The video below is available with closed captioning on YouTube
And of course, Secretary of State Clinton, you did it not just in terms of words but in deeds as well. You did it when you were First Lady. You did it when you were a U.S. Senator, and once more you have been our friend while Secretary of State. There has been barely an occasion when we have landed in the United States without going to meet you. You have always shown a tremendous interest in what is happening in Northern Ireland.
Martin and I – very often we sit down, somebody will mention some person who has claimed to have been instrumental in the peace process in Northern Ireland, and Martin and I will look at each other and ask, “Do you know that person?” (Laughter.) And we shake our heads. But you are one person who has consistently been there to help us, and not just in terms of helping us until we got an agreement. You recognized, as few others did, that the process of peace goes beyond getting the agreement itself, and you gave us the support on an ongoing basis, and that support came in the most tangible ways, that you provided us with Declan Kelly, who did a fantastic job in opening up doors for us in the United States for investment. And you, yourself, and the State Department, invited us to come along to speak to leading business people, world-leading figures in terms of the investment potential of Northern Ireland. And we really do appreciate everything that you have done.
And we recognize that you have done that in spite of the very heavy schedule that you have, that international schedule. And we were going dizzy as you told us where you’d been and where you were going in the next few days. It is a very demanding itinerary to have. And we just want to assure you that, from the point of view of the people of Northern Ireland, we appreciate all that you have done for us. America has been a very good friend. President Clinton, President Bush, President Obama all have been helpful to us and given us a lift when we need it. But you have been there all of that time. You have been a very good friend to Northern Ireland indeed.
Our journey as a society has not been completed. We have told you of some of the difficulties that we’re facing at the present time, the despicable attacks are going on on elected representatives, the threats that are out there, attacks on offices. But our journey is irreversible. We are determined to go on, and while from time to time we will have setbacks, there’s no such thing as a linear progression to a stable and peaceful society. There will be bumps along the ride. And we always know that we’ve had a friend that we could rely on in Hillary Rodham Clinton. So thank you, Hillary, for all that you have done. We really do appreciate it.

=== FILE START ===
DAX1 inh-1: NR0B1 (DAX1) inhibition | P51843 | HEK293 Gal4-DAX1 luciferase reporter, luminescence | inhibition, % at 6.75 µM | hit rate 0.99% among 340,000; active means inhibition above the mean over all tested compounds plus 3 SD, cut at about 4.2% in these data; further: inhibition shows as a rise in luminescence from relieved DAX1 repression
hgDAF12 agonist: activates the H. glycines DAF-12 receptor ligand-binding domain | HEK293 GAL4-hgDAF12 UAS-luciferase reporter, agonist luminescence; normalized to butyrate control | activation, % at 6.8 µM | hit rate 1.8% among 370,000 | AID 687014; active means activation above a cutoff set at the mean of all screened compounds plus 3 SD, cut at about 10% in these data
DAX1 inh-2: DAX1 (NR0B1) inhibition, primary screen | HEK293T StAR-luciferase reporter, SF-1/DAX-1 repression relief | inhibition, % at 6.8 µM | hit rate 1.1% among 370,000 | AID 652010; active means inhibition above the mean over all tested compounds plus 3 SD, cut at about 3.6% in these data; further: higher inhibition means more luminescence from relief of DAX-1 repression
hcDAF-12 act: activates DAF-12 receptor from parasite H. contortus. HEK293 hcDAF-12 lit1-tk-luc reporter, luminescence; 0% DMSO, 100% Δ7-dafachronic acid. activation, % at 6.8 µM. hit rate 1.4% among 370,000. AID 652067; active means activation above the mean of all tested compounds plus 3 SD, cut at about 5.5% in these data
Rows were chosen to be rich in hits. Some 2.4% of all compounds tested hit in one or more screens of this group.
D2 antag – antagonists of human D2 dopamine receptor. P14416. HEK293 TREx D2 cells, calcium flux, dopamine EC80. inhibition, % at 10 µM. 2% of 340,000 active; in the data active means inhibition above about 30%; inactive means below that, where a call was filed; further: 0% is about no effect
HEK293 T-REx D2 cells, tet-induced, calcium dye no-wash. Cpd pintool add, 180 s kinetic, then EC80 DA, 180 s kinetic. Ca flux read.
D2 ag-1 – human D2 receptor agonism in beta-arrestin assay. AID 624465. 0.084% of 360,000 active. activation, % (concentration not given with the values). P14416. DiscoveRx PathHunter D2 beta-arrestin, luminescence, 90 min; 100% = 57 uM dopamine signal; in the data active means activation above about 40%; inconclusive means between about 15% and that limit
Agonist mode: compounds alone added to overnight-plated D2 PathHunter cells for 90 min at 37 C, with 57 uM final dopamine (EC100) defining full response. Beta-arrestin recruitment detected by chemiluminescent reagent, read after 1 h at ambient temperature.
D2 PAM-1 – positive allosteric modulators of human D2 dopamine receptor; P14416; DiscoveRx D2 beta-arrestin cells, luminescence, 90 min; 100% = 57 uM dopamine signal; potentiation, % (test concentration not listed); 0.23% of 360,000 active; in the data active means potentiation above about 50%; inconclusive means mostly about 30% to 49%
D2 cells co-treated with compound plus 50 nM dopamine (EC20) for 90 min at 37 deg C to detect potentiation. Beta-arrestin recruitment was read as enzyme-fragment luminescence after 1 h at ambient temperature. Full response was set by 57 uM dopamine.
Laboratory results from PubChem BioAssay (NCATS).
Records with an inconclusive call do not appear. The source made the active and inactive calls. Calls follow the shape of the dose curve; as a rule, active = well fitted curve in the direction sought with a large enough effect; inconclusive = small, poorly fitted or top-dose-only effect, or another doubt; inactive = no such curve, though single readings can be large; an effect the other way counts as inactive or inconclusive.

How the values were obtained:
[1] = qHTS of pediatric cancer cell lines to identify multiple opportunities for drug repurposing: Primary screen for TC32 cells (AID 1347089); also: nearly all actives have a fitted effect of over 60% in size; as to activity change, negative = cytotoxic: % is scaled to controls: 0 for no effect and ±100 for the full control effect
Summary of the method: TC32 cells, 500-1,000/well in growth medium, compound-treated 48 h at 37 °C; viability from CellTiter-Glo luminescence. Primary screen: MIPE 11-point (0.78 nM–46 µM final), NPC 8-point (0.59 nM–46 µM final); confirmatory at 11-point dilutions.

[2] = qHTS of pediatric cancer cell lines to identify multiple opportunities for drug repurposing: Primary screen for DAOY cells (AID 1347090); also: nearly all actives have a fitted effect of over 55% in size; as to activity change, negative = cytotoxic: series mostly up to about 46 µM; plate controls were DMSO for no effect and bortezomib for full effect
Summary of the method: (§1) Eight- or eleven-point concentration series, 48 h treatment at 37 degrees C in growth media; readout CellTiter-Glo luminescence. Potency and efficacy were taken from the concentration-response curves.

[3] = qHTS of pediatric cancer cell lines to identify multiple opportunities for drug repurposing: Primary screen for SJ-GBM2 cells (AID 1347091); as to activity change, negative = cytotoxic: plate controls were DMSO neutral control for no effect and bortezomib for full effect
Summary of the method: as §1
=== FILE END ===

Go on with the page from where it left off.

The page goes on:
SECRETARY CLINTON: Thank you, Peter.
DEPUTY FIRST MINISTER MCGUINNESS: Well, I, too, am absolutely delighted to join with Peter in welcoming Secretary Clinton to Belfast. Secretary Clinton has been a true and wonderful friend to all of the people of Ireland, North and South, over many, many years. And this is an opportunity for us to express our deepest thanks and admiration for the work that she has done in supporting us through what has been described variously as one of the most successful peace processes in the world today.
Secretary Clinton was one of the founders of the Vital Voices Global Partnership organization. And that’s an organization that has encouraged people in conflicts all over the world to come together, and women have been at the coalface of those discussions, women from here, women from the Middle East, from Palestine and from Israel. But I think it has to be said very, very clearly that both Hillary and Bill Clinton have been absolutely vital voices for us in our process. And that’s something that has to be recognized over many, many years.
I have very fond memories of the economic investment conference sponsored by Hillary at the State Department a number of years ago, and supported by President Obama, which enabled Peter and I to say without fear of contradiction, at a time when people said there’s a world recession, you’ll get no jobs from America, but we can say that we brought more jobs in to the North of Ireland than at any other time in the history of the state. And that’s due to Hillary and the tremendous support that she gave us with the business community and the United States. And that will never be forgotten.